List of products caught up in potential EU protectionist measures grows

Digesting EU move to remove cheese naming rights

CRUMBS: Australia may no longer be able to use the word halloumi for cheese if the European Union gets its way. PHOTO: Dion Georgopoulos

CRUMBS: Australia may no longer be able to use the word halloumi for cheese if the European Union gets its way. PHOTO: Dion Georgopoulos


COMMENT: Halloumi cheese naming rights now caught-up in EU protectionist demands.



The European Union (EU) recently announced that halloumi cheese would be added to a growing list of products subject to geographical indicators (GIs).

If the EU has its way, Australian cheesemakers would be forbidden from using the term "halloumi" to describe their cheese.

This news is the latest in a long list of demands from our European counterparts when it comes to GIs in the free trade negotiations between Australia and the EU.

Despite ongoing opposition by Australia, the EU continues to preach the virtues of expanding protection for GIs.

Negotiators have made it crystal clear there will be no trade agreement with Australia unless we cave-in on the issue of GIs.

More than 70 per cent of what our farmers grow is exported.

The National Farmers' Federation (NFF) - with government and industry - is committed to pursuing new and expanded markets for our farm exports.

Export growth is arguably the key to unlocking $100 billion in farm gate output value by 2030.

But efforts to increase our share of the export pie is a balancing act.

It is a fine line between achieving increased market access and avoiding disadvantage via the fine print.

In this instance, sacrificing our access to well-established, commonly used and highly valuable product names is not something we are prepared to consider.

Let's not mince words here - accepting and extending protections to European GIs will hurt Australian farmers and processors.

Denying Australian farmers the right to use terms such as fetta, parmesan or halloumi basically closes a market that producers have developed during many decades.

A description such as 'salty white salad cheese in brine' does not exactly have the same ring to it as fetta, does it?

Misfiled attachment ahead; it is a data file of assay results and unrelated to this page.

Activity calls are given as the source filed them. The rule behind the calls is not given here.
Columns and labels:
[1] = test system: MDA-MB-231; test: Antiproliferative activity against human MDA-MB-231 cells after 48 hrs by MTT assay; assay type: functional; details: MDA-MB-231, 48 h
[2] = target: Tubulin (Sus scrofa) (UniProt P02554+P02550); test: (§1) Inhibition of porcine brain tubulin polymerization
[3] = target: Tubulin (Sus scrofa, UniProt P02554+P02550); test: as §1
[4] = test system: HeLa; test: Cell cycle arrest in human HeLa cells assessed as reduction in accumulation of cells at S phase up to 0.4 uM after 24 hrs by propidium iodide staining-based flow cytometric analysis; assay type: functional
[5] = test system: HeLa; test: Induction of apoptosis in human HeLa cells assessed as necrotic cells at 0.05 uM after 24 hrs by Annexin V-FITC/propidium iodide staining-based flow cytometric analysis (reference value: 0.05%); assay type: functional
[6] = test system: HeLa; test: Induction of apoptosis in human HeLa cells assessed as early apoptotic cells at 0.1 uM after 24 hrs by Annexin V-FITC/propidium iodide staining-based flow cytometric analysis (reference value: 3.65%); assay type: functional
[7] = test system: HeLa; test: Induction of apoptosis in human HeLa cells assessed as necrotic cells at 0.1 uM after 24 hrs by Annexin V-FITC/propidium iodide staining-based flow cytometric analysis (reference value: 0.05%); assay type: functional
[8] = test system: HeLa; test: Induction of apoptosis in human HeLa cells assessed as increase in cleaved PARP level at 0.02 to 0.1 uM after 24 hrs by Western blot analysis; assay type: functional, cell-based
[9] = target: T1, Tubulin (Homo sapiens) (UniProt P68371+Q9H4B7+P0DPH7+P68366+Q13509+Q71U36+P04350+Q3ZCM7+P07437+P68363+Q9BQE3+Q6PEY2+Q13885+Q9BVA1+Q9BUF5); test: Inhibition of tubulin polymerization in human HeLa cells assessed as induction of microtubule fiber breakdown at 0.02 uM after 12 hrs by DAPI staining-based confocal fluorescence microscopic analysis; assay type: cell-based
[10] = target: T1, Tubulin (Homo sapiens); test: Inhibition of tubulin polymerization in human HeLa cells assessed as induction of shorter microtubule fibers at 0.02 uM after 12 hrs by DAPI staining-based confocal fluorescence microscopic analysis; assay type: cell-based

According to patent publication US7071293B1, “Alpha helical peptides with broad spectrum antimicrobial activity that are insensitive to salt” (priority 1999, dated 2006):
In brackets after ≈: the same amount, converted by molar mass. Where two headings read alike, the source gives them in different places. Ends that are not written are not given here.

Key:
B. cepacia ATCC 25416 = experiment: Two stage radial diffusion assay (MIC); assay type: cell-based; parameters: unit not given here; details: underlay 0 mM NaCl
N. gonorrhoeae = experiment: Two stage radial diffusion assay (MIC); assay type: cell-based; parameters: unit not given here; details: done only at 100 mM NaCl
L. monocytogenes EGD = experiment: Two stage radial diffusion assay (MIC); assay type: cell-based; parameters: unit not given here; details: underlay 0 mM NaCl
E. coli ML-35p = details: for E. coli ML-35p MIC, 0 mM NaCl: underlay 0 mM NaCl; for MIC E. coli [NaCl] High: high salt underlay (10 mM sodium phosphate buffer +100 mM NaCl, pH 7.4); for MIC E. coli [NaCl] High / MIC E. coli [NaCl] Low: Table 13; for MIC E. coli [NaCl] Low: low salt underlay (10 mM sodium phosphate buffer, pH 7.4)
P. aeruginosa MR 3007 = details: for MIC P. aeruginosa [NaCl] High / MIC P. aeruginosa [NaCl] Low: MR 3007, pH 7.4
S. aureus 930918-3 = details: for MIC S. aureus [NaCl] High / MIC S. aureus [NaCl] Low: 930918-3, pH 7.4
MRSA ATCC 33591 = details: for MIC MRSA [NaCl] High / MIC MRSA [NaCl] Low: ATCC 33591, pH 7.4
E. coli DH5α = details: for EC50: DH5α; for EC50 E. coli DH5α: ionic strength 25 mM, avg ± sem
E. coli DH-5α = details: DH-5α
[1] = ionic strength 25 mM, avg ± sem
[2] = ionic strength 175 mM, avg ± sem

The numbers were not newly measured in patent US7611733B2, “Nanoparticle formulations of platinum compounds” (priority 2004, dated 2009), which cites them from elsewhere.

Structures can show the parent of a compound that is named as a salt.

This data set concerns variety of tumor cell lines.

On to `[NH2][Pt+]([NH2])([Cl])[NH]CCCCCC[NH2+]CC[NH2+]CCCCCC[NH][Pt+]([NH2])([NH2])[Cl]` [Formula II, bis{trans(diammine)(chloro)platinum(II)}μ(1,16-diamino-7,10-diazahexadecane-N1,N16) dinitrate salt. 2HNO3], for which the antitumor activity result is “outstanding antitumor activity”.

Australian consumers have come to know and love Australian made cheeses that use these generic descriptors.

If we are forced to change the name, we will lose the market.

The EU's GI list grows longer by the day.

EU producers see the opportunity a GI listing presents for cutting others out of the market.

The list already includes meat products, dairy and processed foods.

For farmers and processors, decades of perfecting a craft, doing the marketing and developing intellectual property could be undone if Australia was to sign up to a regime that has protectionism as its main objective.

The proposed expansion of the GI product list represents a continuation of a European protectionist agenda, which also includes proposed border levies and tariffs on carbon.

Based on the European experience of a GI system, such a regime would also create significant administrative costs and red tape for Australian producers and manufacturers - with little benefit.

The Europeans are essentially seeking to export their red tape to Australia.

Australia has long opposed GIs at the World Trade Organisation (WTO), and in other forums, because they are anti-free market.

Agreeing to GIs in a trade agreement with the EU would not be in the interests of Australian farmers, food manufacturers or consumers.

The Australian Government and industry have embarked on trade negotiations with the EU earnestly and in good faith.

In the midst of these negotiations, the EU has continued to demonstrate its intention to extend its restrictions and impose more protectionist measures.

We are very much hoping for a more constructive approach from the EU sometime soon.

- Fiona Simson is the President of the National Farmers' Federation and a Liverpool Plains farmer.


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